The governance of iwi provides some of the roles that one can apply in ad mistering health care services. It consists of various components in relation to governance. Firstly, is the governance Board Tront with a chief executive officer (Anaya, 2015). The chief executive officer has several roles; however, down the hierarchy of governance is the health and social unit manager who is tasked with overseeing mental health, shared care. CAYAD, home support services and budget services. These are some of the roles and governance structure in relation to health. The Maori people on the other hand have a role to obey government directives, cooperate with the government and offer consulted efforts in the provision of health services (Anaya, 2015). It is this role that appears to be in sabotage as the issue of discrimination in the provision of health services could no longer be in existence among the Maori.

Its role includes attempting to guarantee M?ori have at any rate an indistinguishable level of health from non-M?ori and protecting M?ori social ideas and values (Viner et al., 2012). The Government put in place measures and Maori-controlled health advancement programs, including the arrangement of Maori health overseers to work inside Maori people group, to add to this continuous measure (Harris et al., 2012). In addition to that, the government put more emphasis and avail resources to Maori-led Initiatives which aims at improving their health (Curtis et al., 2012). Moreover, it also tries to reorganize the manner in which they are disadvantaged in health.

Role of Governance in Maori Health

In doing this, both the government and the Maori have a duty to cooperate in putting in place quality data that can be used to effectively monitor Maori health. In addition to that, the two, that is, the government and Maori have to work in all sectors in offering effective health care that is accessible to all groups including the disabled (Bécares, Cormack, & Harris, 2013). Lastly, it is the responsibility of the government to enhance improvement in participation either through workforce development, capacity building or decision making.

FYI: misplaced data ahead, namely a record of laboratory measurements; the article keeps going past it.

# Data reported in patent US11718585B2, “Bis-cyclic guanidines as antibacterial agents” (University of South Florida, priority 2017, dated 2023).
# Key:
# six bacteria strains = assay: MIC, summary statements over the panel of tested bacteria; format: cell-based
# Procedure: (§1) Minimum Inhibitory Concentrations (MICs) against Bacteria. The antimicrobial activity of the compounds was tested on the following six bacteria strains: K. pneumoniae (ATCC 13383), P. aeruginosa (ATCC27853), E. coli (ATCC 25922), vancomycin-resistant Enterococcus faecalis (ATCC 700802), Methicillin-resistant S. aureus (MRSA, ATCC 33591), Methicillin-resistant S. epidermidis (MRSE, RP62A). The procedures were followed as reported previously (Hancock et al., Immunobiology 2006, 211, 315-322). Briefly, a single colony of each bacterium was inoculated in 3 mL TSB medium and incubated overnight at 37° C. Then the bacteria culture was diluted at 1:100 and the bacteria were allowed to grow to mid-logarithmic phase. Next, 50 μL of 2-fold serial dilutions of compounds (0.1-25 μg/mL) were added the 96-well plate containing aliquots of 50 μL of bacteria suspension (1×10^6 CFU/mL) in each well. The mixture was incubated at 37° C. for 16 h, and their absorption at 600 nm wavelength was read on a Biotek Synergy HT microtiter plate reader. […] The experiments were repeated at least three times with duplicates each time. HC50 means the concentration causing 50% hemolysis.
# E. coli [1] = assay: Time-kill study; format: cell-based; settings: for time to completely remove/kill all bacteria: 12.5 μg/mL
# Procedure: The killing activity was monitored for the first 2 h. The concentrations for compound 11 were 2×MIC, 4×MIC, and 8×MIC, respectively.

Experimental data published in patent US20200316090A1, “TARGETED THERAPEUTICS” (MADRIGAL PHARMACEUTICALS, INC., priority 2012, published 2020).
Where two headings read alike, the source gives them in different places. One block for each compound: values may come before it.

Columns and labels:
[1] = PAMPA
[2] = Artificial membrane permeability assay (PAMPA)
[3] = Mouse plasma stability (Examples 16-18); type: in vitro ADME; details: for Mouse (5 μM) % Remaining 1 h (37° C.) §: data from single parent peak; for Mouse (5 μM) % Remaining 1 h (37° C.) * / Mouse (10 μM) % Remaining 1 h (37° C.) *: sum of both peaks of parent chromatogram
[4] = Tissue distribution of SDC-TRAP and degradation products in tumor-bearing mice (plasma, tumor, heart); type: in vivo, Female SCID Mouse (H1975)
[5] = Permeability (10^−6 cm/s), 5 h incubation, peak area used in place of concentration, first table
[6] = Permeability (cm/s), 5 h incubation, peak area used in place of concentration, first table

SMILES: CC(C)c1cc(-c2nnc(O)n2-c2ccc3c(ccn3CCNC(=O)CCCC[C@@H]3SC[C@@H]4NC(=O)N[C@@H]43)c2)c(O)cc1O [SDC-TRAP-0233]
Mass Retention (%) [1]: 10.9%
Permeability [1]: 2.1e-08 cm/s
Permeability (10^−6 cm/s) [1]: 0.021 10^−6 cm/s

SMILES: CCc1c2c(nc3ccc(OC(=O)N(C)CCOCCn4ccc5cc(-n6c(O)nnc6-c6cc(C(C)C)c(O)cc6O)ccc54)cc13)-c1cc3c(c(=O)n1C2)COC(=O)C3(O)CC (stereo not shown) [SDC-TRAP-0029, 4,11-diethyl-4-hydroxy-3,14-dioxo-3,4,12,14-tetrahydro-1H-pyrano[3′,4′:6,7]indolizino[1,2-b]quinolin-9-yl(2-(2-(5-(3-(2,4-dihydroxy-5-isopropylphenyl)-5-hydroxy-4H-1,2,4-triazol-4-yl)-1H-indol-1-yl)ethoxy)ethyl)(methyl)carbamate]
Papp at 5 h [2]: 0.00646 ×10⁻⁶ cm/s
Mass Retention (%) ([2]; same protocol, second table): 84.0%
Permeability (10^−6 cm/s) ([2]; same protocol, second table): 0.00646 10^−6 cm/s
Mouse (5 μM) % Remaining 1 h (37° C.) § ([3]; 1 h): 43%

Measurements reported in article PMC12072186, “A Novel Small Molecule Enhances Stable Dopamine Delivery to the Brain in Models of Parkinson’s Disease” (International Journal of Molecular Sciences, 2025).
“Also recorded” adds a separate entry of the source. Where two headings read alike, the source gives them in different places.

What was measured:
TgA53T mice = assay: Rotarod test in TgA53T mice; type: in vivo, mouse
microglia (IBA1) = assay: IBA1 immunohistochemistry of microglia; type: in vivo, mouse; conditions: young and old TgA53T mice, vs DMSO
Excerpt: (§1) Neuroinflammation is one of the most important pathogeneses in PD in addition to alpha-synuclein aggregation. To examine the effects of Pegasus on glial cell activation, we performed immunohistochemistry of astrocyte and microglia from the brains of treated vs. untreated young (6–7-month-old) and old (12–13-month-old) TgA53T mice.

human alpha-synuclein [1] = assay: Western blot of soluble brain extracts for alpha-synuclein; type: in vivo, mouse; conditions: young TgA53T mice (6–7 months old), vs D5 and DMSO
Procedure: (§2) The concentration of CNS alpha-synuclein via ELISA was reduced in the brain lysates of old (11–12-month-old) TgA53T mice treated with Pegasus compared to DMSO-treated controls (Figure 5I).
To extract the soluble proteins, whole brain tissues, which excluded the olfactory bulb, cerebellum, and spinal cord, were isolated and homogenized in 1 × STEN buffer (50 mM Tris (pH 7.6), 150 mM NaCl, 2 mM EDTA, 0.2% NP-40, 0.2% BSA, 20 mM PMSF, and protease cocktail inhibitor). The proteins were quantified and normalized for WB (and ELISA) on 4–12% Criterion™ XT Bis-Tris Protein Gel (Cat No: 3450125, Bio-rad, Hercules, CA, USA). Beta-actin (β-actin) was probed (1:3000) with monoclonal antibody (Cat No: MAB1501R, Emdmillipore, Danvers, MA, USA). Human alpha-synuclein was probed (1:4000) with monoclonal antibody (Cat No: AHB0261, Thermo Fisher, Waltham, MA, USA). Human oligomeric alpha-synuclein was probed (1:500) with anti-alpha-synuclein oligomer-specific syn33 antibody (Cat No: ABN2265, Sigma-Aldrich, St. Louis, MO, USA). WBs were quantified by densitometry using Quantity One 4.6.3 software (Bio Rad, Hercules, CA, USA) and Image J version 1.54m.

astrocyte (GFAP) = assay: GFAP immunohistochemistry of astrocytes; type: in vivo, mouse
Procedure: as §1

The government is also tasked with funding Maori health, which is another way of ensuring maximum health and a reduction of inequalities that is common among Maori and non-Maori (Rashbrooke, 2013).

The government through the Ministry of health assumes a position of leadership about Maori health inequality, for instance, by supporting agencies that are key to promoting health and also by giving support to Maori health providers. The government also has a strategy put in place that offers direction to the Maori health, which includes multiple initiatives and they also incorporate evaluation and monitoring mechanisms that work independently ( Bécares, Cormack, & Harris, 2013). The strategies together with the evaluation mechanism are aimed at ensuring that there is a way of identifying evidence-based models that are effective and useful to be used as approaches in enhancing Maori health. The models that the government is tasked to put up will serve as standards in monitoring frameworks for the provision of health services.


In healthcare planning, the government cannot act in isolation. It has to involve the people with rules that are going affect the plans that it intends to put up. Also, in health care services for Maori people, it is essential that the government involve the local community in coming up with policies that are friendly and include some of their practices. The government has a role in inviting the Maori people or their leaders in determining the problem that is affecting the provision of health services in their locality (Pool, 2013). This can be done in many ways that do not alleviate and instead encourage the Maori people to participate in the program. For instance, the government and the Maori people need to work in cooperation in implementing immunization program. Additionally, it is the role of both the Maori and the government to work together in coming up with data about the health of the Maori people. It is from this data that the government will know how best to correct or improve on some of the things that are affecting the Maori people in the provision of health services (Hill et al., 2013).

Cooperation between Maori and Government

Another role that Maori and the government have about health is in highlighting some of the challenges that are facing the Maori people in the provision of health services. There has a role to listen to the Maori people or how best to serve them and the decision that the Maori believes can work well. It is the role of the government to punish those that are fuelling discrimination or rather the people that are treating the Maori in a lesser manner than non-Maori (Harris, Cormack, & Stanley, 2013). On the other hand, the Maori have a duty to report to the government and other agencies of the injustices that are being committed to them so that punitive measures can be put on those advancing such activities. Additionally, Maori have a duty to abide and listen to the government plan not only during the formation stage, but also during the implementation stage (Baker et al., 2012). Lastly, a multi strategy plan is usually the best plan that any person can adopt. The Maori people can also act as advisers during the formation, implementation and overseeing of the multi strategy plan.